Recovering from Gaslighting

via Gaslighting: The Mind Game Everyone should Know About

I’ve posted about this before, and will probably post about it again.

On my bad days, the days the depression hits so hard, the thoughts go through my mind of “How could I have been so gullible? How could I have not seen what was happening?”

The thing is, that’s what makes gas-lighting so damned powerful. It’s nothing huge, nothing particular you can point at and say “There, THAT is gas-lighting.”  So, when the person doing it asks you for a specific example of the behavior, you are at a loss to point out where the problem is.  And if you can’t pin-point a specific behavior, well….then it must be all in your head.

And worse, it gets your mind so warped that you actually defend the person’s actions to other people that love you. I can’t tell you how many people over the length of the time I was with him that tried to make me see exactly what he was doing.  The problem is, I needed to get away.  I needed to have time where I wasn’t taking care of anyone else but myself, and maybe the dog, so that I could actually figure things out.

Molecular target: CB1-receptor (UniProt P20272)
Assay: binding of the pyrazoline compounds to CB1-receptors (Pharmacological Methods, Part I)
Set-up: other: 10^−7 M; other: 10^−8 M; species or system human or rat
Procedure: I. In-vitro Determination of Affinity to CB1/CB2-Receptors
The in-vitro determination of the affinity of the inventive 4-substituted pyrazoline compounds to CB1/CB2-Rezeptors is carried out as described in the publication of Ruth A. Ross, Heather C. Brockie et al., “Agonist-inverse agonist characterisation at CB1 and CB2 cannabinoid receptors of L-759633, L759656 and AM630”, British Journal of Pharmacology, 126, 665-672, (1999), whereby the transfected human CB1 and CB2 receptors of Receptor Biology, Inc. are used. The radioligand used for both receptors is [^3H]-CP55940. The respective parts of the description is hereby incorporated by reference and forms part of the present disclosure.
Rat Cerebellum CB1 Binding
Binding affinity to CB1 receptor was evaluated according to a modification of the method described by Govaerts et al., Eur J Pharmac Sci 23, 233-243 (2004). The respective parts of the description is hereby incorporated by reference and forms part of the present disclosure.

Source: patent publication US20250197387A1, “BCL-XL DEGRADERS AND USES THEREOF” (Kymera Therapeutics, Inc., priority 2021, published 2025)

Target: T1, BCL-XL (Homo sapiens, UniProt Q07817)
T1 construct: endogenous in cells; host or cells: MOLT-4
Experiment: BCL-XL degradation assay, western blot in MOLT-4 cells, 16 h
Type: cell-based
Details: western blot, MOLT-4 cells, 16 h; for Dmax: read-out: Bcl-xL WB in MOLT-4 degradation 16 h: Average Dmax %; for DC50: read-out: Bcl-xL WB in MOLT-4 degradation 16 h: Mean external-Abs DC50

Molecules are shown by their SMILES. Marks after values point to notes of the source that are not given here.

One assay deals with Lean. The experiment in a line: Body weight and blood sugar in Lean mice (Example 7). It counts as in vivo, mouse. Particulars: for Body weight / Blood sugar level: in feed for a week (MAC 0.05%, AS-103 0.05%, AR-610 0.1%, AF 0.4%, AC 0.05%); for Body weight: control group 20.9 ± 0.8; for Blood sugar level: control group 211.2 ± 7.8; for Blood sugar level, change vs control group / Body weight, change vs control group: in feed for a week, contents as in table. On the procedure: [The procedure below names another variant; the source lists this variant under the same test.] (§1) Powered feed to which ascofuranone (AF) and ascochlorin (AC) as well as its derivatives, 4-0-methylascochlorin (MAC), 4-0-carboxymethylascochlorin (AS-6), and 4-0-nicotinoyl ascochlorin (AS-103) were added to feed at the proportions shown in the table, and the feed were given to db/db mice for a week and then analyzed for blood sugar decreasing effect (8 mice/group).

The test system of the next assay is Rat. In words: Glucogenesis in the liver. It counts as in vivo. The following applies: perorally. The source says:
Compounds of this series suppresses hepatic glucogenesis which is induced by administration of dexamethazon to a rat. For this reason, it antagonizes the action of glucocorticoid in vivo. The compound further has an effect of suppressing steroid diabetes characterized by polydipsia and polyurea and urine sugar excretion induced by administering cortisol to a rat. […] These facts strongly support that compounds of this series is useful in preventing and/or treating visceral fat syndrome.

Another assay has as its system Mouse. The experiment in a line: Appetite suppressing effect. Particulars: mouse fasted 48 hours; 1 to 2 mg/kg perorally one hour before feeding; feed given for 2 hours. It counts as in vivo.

And even then, it still took me four months to finally admit it to myself and to others that what I was experiencing was abuse, and that I needed to change my life.  Yes, I still excused him after I asked him for a divorce.  I still was convinced that I was divorcing him because I was the bad one, I was the failure.  Hell, I was going to still pay “my share” of the bills (a choice no one but me was in support of)

But none of this is about recovery.

I don’t expect to be recovered from this immediately.  Oh, there are days when I get frustrated and angry that it’s taking so long to recover, rebuild, and restrengthen myself.  But, the reality is that it took 20 years to destroy me.  I can’t expect it to take 20 months to fix me.

It’s taking hard work on my part.  Part of that is this blog.  Part of it is getting back into therapy.  Part of it is just learning to be patient with myself again.

I used to be – at least for some point in my life – a very patient person.  I could wait for things, not need immediate gratification.  But, somewhere in all of that, I lost that ability.  His need for everything to happen RIGHT NOW made it very difficult for me to try to maintain a more patient outlook.

And the anxiety is the worst part of it.  The fear and physical responses that take WEEKS to recover from.

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